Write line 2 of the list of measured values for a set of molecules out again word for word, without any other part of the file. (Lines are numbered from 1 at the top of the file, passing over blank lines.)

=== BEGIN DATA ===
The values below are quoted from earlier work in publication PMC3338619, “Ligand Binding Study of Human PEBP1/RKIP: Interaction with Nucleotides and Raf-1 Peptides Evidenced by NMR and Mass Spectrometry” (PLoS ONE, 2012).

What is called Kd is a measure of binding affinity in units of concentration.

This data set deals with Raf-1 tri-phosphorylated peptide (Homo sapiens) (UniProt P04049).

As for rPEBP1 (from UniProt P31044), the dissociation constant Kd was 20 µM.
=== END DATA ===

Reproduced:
What is called Kd is a measure of binding affinity in units of concentration.